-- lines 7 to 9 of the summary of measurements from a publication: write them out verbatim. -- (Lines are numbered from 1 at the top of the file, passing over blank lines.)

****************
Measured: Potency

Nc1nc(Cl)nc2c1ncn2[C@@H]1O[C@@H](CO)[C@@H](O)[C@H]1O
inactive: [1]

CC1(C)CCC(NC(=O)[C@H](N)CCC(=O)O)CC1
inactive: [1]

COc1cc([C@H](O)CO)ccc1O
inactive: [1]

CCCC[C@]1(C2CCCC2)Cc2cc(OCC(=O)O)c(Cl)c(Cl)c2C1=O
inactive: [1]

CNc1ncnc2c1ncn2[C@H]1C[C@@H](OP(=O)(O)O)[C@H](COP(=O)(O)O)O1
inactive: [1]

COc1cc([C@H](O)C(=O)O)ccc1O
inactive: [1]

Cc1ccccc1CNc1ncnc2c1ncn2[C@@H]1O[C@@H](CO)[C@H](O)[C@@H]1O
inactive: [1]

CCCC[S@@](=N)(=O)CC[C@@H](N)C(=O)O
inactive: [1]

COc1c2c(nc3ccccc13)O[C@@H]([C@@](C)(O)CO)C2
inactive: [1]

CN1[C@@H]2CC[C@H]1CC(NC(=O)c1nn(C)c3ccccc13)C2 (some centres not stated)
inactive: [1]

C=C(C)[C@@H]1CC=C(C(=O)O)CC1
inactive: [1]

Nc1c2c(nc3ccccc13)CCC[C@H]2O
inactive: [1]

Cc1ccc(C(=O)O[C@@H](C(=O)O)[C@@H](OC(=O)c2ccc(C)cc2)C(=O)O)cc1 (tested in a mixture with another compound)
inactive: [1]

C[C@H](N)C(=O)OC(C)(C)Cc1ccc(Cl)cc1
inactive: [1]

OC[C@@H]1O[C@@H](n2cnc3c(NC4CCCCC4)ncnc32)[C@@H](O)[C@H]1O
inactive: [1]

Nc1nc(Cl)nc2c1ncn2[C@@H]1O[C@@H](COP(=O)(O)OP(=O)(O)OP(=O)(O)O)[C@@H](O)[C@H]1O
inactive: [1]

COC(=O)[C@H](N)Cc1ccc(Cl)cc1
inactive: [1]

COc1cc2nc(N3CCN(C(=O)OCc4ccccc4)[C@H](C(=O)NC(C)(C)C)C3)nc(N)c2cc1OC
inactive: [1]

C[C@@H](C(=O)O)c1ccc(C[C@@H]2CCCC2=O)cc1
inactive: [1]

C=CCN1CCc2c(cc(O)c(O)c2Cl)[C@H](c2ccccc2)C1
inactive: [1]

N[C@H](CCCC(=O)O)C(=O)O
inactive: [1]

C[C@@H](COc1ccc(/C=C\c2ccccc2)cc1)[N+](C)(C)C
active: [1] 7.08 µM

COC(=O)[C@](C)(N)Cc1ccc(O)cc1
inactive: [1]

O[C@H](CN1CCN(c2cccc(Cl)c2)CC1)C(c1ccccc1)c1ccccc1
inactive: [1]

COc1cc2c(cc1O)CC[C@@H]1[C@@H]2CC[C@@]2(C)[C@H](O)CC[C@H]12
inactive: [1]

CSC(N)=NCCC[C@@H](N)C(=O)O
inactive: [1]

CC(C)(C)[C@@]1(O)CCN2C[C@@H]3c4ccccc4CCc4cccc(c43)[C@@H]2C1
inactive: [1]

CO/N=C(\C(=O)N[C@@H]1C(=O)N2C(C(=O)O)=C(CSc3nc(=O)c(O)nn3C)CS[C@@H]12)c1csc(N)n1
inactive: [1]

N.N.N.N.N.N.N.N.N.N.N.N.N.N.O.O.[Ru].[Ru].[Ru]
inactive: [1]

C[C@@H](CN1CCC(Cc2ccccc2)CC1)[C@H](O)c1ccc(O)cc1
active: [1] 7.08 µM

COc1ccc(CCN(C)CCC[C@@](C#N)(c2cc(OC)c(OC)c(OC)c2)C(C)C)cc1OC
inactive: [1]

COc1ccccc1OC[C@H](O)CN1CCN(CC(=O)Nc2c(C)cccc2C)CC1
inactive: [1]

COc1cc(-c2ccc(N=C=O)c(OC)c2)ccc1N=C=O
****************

inactive: [1]

CCCC[C@]1(C2CCCC2)Cc2cc(OCC(=O)O)c(Cl)c(Cl)c2C1=O
inactive: [1]